Hue, home of the last Vietnamese emperors

Storytelling Vietnam

” It’s here ! You’re French ? ”

She recognized from afar our lost gaze in the alleys and soon invites us to enter. We know the address is recommended by many French guidebooks, and the few graffiti that we see quickly left by the backpackers don’t even waste the strange charm of the place.Very quickly, she installs us at a table near a fan that buzzes in the heat.

Along the Perfume River where fish stalls wait in the shade of the fruit trees, where the air is lighter, we decided to stop here, in a quiet alley away from the noise of the city of Hue.

“Are you here for the Imperial City? ”

Directed by a charming family of deaf mutes, only the owner of the restaurant approaches the tourists in a perfect French. She begins to cook our order in front of our eyes, while she enjoys telling us about her city. Many tourists spend time in the freshness of her restaurant, on the way to visit the Imperial Citadel …

Located in the center of Vietnam, Hue is the ancient capital of the emperors and gives a real plunge in the history of the country: strong of its royal trace, it’s classified in the world inheritance of UNESCO. Its monuments have housed the greatest dynasties that have continued to inspire poems and romantic tales. The place is culturally very important in Vietnam because it contains the most beautiful historical treasures of the country, mausoleums, pagodas and the most sumptuous royal tombs …

The Imperial Citadel also owes its charm to its proximity to the Song Huong River, the Perfume River, picturesque when the weather is nice, the main access to the enclosure is shrouded in mystery on the faintest days. It’s from the south, through the outer ramparts of the citadel, that one reaches this disparate ensemble of meticulously restored palaces and pagodas, ruins and rubble. The entrance by the impressive door Ngo Mon, increases the feeling of exaltation when the visit begins …

The dishes arrive quickly and salty, sweet, and sour parade before our eyes.

Crispy beef noodles, banh khoai garnished with shrimp, pork, eggs and soy sprouts, sign the cuisine of Central Vietnam, which seems the marriage of many flavors. We can guess the imperial cooking educated to transform the humble products of the earth in dishes of choice for a gourmet emperor, quality of a certain inheritance of the court of Hue. At the next table, pork stewed in a clay pot is served with a bitter toffee sauce, while beef vermicelli soup, orange-colored because of pepper and annatto, still  the Center’s predilection for spicy dishes.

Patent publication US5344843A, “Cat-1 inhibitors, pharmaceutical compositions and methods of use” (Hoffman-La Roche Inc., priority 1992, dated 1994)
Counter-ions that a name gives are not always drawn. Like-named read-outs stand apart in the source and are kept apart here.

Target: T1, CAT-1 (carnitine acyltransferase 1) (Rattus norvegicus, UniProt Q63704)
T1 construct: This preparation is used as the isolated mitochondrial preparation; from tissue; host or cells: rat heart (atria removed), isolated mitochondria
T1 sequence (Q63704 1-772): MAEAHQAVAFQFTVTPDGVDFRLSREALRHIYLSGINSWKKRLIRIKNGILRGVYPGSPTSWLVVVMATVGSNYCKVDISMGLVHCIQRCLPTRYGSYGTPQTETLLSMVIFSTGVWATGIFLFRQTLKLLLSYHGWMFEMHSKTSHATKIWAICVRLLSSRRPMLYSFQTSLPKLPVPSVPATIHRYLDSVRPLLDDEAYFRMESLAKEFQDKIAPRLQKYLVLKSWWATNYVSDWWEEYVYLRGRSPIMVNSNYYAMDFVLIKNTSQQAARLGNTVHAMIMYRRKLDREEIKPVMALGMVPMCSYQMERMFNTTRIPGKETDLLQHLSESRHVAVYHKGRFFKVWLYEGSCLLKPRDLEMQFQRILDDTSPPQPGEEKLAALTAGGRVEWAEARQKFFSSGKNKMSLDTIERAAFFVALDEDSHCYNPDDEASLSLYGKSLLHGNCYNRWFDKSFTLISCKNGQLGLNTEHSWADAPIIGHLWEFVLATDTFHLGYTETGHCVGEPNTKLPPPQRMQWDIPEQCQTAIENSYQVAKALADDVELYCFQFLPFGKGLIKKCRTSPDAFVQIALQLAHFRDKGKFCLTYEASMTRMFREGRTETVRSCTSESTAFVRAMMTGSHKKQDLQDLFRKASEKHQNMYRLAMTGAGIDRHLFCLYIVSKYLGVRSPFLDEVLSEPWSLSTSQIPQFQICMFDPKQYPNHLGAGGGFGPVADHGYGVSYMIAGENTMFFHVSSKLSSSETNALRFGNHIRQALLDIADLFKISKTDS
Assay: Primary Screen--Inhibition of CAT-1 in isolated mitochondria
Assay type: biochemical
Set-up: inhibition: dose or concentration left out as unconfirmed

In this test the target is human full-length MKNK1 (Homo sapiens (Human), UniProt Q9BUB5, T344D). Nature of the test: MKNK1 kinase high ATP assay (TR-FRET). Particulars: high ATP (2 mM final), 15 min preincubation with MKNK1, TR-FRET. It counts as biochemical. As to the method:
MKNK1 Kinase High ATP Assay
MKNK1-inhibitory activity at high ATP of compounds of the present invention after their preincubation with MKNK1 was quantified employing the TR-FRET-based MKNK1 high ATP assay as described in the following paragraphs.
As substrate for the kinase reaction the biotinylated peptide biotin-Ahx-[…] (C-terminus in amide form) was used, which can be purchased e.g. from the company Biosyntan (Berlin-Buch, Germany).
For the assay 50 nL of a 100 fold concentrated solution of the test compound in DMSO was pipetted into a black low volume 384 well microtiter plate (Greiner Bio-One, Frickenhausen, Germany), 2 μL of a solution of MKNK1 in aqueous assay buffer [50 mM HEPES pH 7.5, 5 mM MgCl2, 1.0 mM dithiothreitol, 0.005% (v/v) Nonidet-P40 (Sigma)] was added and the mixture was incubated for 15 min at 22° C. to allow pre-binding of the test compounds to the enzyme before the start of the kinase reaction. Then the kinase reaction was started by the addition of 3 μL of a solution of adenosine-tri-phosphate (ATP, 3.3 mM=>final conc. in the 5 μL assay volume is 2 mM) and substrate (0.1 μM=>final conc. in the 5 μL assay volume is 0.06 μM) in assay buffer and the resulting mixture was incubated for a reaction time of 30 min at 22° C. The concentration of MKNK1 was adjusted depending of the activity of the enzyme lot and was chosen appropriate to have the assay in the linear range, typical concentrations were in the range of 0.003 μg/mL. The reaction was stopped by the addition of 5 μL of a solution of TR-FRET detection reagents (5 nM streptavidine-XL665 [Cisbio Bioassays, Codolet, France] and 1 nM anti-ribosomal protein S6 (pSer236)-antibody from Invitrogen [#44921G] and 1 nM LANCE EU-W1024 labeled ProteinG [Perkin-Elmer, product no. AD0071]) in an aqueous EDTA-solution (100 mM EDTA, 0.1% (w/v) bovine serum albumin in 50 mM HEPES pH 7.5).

Once inside, the Thai Hoc Palace and its incredible ironwood columns face a small courtyard, framed by two Mandarin halls, which served as offices and ceremonial dressing rooms. Nearby, you can walk along the paths of the charming Co Ha garden, dotted with hundreds of bonsai and potted plants. It is a true open-air museum, steeped in stories and medieval reveries. A few basins filled with goldfish and water hyacinth punctuate the treasures of the old feudal power, between vast turfed fields, and an architecture rich in gilding and colors. In the middle of the vast green spaces which bring a little freshness, they are majestic doors, poems in ideograms engraved on the walls, and long corridors with the lacquered columns of yellow and carmine.

During the conversation, she ended up asking for my name recognizing my Vietnamese origins.

At the back of the restaurant, a photo of her husband before the war overlooks the room. At the end of the meal, it is him who brings us a glass surmounted by a curious aluminum filter: the tradition of Vietnamese coffee does not suffer the haste. Very slowly, the filter lets drop coffee, which dissolves the layer of concentrated milk at the bottom of the container. The minutes pass and a thicker liquid, dense in caffeine, is formed above the milk. As he pours it into a separate glass of ice cubes, he invites us to enjoy the real ritual. His wife, meanwhile, seeing we’re in a rush, advises us to savor the visit of the Imperial City:

“Take your time, take your time! “

To not waste your pleasure, and travel quietly in the heart of the ancient Vietnam of the emperors, you will really need to follow her advice.

 

 

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